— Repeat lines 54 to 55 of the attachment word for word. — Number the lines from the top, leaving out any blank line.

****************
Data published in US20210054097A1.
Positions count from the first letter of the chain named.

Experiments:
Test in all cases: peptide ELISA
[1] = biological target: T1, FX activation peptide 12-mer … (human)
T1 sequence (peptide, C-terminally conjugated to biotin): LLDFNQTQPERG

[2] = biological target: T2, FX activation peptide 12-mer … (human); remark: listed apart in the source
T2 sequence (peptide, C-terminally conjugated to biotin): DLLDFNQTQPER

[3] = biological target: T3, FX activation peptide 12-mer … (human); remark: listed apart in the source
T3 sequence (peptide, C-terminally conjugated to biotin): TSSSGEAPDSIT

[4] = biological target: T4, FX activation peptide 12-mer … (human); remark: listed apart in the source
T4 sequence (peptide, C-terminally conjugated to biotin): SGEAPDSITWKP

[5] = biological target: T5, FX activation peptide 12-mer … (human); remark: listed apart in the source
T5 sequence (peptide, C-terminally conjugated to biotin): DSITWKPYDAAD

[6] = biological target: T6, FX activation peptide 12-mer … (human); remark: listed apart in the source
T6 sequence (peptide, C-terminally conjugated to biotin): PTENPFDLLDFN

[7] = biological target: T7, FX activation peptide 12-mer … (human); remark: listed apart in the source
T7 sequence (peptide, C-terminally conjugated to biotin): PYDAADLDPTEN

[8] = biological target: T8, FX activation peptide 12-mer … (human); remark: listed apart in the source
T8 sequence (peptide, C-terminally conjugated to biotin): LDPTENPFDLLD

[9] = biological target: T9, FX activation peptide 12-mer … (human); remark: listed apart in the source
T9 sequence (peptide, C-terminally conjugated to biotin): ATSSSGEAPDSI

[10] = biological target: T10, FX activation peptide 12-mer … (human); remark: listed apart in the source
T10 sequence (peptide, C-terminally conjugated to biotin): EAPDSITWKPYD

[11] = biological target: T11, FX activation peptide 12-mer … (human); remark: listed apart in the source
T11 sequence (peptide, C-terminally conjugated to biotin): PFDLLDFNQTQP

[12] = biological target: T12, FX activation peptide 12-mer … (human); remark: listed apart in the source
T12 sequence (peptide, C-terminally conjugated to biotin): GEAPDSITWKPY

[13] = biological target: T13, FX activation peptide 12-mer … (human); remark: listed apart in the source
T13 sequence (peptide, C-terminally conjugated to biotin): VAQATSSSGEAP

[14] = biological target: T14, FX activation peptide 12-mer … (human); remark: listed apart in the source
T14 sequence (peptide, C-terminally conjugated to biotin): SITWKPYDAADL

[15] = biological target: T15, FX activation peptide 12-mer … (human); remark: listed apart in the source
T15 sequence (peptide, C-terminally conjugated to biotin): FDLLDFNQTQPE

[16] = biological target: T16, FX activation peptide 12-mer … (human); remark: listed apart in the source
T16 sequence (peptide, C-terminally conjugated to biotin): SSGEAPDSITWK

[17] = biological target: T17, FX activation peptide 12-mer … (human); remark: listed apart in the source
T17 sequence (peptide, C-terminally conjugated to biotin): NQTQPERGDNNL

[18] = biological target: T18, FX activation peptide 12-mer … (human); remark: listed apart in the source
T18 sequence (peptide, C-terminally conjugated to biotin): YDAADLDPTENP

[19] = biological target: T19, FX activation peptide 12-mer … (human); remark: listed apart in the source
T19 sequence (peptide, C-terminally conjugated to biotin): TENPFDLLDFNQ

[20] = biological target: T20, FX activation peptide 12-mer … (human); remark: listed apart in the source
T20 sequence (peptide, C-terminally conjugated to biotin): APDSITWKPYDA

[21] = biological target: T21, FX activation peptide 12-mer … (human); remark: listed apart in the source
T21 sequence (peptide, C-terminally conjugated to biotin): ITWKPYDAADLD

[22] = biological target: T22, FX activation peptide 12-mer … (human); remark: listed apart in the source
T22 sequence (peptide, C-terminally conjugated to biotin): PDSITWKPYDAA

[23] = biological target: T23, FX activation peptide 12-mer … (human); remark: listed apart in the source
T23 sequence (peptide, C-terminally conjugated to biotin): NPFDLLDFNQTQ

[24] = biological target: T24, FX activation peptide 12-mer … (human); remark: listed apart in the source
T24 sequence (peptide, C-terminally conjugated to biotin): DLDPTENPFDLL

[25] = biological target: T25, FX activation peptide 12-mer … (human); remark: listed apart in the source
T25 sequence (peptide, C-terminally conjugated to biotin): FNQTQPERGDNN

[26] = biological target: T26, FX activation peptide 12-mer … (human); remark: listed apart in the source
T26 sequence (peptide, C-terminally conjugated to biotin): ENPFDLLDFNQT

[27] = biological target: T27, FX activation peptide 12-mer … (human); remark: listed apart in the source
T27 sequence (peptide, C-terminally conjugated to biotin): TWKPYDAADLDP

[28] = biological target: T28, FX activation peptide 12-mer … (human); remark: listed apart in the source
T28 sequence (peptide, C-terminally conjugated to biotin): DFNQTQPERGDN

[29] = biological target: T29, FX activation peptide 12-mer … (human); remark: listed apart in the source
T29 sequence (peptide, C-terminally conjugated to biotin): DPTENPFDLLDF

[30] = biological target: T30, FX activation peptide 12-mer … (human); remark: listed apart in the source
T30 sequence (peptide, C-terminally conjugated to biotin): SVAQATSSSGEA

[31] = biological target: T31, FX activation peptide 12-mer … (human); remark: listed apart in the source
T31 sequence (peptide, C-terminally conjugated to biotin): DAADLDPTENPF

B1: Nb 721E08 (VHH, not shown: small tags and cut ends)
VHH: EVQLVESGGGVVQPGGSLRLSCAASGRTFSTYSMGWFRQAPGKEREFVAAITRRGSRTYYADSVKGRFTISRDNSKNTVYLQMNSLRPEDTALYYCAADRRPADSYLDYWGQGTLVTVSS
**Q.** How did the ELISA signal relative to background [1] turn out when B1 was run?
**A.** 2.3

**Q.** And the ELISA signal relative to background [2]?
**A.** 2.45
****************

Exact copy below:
T25 sequence (peptide, C-terminally conjugated to biotin): FNQTQPERGDNN

[26] = biological target: T26, FX activation peptide 12-mer … (human); remark: listed apart in the source